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retroclouds

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Everything posted by retroclouds

  1. ok, I just updated the list of TI-99/4A development resources
  2. I for one would like to see a decent follow-up to Parsec. The "beyond Parsec" game was not a worthy sequel, I didn't like it at all GROM support would be great. You could then stuff away all your graphics/sound data/level data whatever without loosing any valuable address space. A big benefit. Combined with the 1K/2K we talked about before, imagine ... I also think Bejewled would make a great game. So, if you do consider giving that one a shot, I'll be looking forward playing it big time on my TI
  3. I remember that discussion on the list but I don't think anybody ever really took it seriously. As I recall the last idea (not a plan mind you but a idea) I put forward to Jon was one that would yield 2K RAM and a 6K paged area in the cart space (I am going off memory now so I may change the specifics later on.) The disadvantage was that even though you were paging in only 6K, it occupied 8K on the EPROM so in effect your 32K EPROM would only yield 24K of paged data. The advantage is obviously the RAM (which I know you would probably give your eye teeth for right now. Oh and see my redaction about the 8K. it is only 1K but what a K hmmmm. BTW are you about done with Pitfall Harry and what is the status on TP? Yeah, that's a shame though Regarding the 2K RAM proposal: I don't think it's a big disadvantage only getting 24K out of your 32K eprom. I mean, we are able to put in a 64K eprom so that still leaves 48K for your game. The disadvantage I see is that you only will have access to a 6K ROM address space. Ofcourse, there are ways around that. You could for example use 1K of the ram for storing your game routines and still have 1K to play with or use some fancy swapping mechanism Yeah Pitfall seems to be an never ending story. Actually as of yesterday evening I have the 4 banks working However I will still need a considerable time for doing proper debugging and testing. So I'm guessing it will take at least 2 months for doing that. Jon has been most helpful in burning the eprom and testing. I'm now considerring getting myself a GALEP-4 eprom programmer for Xmas The challenge in doing the cartridge version was not the bank-switching itself, but laying out the code accross the 4 banks and still meet all dependenies, etc. It has been quiet around Time Pilot for a while now. It whill be fun getting back to that project. The design for TP is currently based on having at least 1K of RAM. With the experience gained in making the pitfall cartridge version, I can say that if TP ever makesit to cartridge it'll have to be a 64K cartridge with at least 1K of RAM. I see Time pilot as a long-time project, most likely there will be a smaller game done in between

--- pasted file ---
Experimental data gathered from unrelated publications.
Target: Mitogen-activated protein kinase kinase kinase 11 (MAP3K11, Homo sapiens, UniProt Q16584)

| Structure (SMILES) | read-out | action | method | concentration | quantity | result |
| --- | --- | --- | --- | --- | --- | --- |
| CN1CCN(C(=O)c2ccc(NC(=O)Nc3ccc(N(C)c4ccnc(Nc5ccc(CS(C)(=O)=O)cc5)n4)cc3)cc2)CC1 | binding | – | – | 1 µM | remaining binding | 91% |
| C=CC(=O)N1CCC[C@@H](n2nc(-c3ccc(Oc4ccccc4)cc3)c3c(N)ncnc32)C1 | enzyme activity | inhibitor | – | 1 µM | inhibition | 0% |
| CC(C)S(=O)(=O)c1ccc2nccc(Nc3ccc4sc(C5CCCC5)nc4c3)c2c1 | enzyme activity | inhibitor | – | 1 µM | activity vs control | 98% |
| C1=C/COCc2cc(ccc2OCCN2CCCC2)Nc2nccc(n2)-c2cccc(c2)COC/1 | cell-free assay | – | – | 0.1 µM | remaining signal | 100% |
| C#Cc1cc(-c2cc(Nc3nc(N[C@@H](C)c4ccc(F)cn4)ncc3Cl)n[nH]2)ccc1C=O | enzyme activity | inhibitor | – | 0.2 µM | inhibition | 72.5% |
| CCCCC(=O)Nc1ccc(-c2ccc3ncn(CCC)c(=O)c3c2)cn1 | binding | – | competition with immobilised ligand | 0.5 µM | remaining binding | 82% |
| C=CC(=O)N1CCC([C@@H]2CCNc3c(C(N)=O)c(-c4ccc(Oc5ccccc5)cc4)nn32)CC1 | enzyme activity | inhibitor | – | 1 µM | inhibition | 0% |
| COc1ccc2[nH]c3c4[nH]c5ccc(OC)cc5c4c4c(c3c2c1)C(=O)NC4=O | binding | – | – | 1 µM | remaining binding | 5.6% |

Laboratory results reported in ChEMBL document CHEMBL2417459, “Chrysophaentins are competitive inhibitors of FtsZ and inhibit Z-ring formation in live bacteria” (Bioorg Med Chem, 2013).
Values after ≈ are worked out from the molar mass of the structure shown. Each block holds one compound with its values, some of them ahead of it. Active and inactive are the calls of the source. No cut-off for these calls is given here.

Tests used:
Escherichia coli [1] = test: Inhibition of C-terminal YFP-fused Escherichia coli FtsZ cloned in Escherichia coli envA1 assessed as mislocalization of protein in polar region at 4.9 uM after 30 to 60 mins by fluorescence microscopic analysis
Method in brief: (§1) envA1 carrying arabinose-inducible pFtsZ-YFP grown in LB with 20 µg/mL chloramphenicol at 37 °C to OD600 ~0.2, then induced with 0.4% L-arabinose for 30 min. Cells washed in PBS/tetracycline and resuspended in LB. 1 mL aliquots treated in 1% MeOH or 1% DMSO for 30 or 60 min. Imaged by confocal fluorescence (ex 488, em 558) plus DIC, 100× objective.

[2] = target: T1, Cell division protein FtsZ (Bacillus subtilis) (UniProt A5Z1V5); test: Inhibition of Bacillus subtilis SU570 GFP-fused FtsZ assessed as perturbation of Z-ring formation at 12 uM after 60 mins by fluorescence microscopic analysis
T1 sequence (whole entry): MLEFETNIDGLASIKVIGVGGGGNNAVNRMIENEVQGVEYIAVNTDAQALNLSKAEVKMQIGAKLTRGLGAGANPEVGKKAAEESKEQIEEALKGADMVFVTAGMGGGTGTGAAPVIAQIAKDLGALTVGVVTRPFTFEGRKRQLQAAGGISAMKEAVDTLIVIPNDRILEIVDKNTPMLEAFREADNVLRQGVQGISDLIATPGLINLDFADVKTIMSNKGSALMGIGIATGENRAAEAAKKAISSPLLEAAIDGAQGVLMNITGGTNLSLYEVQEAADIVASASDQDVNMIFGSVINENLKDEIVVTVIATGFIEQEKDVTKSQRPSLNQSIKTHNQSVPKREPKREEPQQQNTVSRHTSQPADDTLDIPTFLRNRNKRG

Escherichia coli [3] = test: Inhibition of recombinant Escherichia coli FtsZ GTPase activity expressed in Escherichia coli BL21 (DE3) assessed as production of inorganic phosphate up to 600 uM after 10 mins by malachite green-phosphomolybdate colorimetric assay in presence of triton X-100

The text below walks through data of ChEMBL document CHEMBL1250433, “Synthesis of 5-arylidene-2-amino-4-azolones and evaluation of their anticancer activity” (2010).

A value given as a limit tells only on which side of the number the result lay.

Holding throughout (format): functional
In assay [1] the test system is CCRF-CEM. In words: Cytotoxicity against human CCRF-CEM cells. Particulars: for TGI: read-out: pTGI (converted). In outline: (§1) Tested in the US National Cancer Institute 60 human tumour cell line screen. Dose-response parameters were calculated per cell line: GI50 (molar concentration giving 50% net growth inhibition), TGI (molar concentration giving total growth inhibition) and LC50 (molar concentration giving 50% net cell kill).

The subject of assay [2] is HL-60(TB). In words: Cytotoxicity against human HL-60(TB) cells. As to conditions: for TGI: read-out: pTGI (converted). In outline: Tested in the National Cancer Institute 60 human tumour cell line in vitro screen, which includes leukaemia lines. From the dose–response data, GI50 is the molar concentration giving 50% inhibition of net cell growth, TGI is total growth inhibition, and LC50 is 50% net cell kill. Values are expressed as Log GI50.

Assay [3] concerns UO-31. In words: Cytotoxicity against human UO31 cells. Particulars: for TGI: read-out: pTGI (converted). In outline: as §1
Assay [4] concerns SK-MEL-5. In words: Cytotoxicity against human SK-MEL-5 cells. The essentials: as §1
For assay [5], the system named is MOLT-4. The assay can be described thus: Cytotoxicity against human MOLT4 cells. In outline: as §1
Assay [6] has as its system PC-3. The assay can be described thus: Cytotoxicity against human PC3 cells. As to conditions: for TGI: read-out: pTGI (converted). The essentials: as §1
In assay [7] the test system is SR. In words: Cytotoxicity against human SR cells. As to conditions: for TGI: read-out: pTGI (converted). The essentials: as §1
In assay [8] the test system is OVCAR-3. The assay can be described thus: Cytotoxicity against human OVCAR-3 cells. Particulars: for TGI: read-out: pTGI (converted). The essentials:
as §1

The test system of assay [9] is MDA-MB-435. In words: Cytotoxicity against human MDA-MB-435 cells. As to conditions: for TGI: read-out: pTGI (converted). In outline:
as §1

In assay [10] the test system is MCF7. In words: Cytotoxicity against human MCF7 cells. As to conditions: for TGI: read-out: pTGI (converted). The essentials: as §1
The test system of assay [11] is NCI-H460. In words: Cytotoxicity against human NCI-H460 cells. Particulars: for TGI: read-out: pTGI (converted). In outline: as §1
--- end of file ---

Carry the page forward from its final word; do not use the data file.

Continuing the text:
4. If I'm not mistaking the colecovision has 1K of RAM. But that is still 4 times what is available on the TI, so yes definitly a big advantage. The problem I see is that even if we would have a cartridge with RAM onboard it would be taking away address space. We had this discussion on the TI yahoo group. Even though it has disadvantages the most powerful cartridge would be the one that plugs in the sideport (like Miner 2049 or Espial). Such cartridge would allow a continous address space of e.g. 24K (>A000) and stil leave room for 8K of RAM in low memory expansion. If you then add bankswitching in 24K blocks, wow imagine the power. The question it all boils down to is if implementing such cartridge would be possible and if the necessary parts are available (e.g. connectors). For sure one would also need custom cartridge cases. Most power users all have a PEB or CF7+ so plugging in a cartridge in the sideport was seen as the biggest disadvantage. However for pure gamers I think this would be a cool solution. Heck with the TI-99/4A being cheap in ebay it's not an issue to get an extra console just for playing :-)
  5. Were there any games written for the P-code card? If yes, I expect them to be text games. Just curious anyway. I always wanted to own a P-code card, but never got one. I've heard that P-code programs are well kinda slow? retroclouds
  6. That is good news! An 8K assembler cartridge projects sounds great. I think this competition is going to be fun, so I'm keeping my fingers crossed retroclouds
  7. Looking forward to that! Yes, please do post your screenshots/status updates, etc. right here at atariage. This allows others who have an interest to see how the game progresses, that's part of the fun retroclouds
  8. ..... and the winners get ..... 1st price 2nd price 3rd price (*)The Attack cartridge - Picture copyright VGH